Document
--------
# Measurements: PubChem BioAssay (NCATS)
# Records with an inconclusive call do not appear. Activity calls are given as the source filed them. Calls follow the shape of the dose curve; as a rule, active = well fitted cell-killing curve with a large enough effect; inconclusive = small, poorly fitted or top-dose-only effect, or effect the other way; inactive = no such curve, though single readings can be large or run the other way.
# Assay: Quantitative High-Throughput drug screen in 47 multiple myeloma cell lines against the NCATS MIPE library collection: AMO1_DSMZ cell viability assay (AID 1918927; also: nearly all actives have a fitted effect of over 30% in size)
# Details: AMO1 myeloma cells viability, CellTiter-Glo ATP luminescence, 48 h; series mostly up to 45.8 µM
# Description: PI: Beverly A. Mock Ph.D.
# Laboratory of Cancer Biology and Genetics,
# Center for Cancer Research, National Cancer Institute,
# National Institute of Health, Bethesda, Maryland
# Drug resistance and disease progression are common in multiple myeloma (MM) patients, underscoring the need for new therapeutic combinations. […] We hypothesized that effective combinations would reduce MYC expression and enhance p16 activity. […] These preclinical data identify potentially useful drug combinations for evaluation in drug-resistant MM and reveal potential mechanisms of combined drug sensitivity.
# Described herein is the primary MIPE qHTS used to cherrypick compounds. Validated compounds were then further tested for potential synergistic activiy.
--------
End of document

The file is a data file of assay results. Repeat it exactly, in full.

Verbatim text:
# Measurements: PubChem BioAssay (NCATS)
# Records with an inconclusive call do not appear. Activity calls are given as the source filed them. Calls follow the shape of the dose curve; as a rule, active = well fitted cell-killing curve with a large enough effect; inconclusive = small, poorly fitted or top-dose-only effect, or effect the other way; inactive = no such curve, though single readings can be large or run the other way.
# Assay: Quantitative High-Throughput drug screen in 47 multiple myeloma cell lines against the NCATS MIPE library collection: AMO1_DSMZ cell viability assay (AID 1918927; also: nearly all actives have a fitted effect of over 30% in size)
# Details: AMO1 myeloma cells viability, CellTiter-Glo ATP luminescence, 48 h; series mostly up to 45.8 µM
# Description: PI: Beverly A. Mock Ph.D.
# Laboratory of Cancer Biology and Genetics,
# Center for Cancer Research, National Cancer Institute,
# National Institute of Health, Bethesda, Maryland
# Drug resistance and disease progression are common in multiple myeloma (MM) patients, underscoring the need for new therapeutic combinations. […] We hypothesized that effective combinations would reduce MYC expression and enhance p16 activity. […] These preclinical data identify potentially useful drug combinations for evaluation in drug-resistant MM and reveal potential mechanisms of combined drug sensitivity.
# Described herein is the primary MIPE qHTS used to cherrypick compounds. Validated compounds were then further tested for potential synergistic activiy.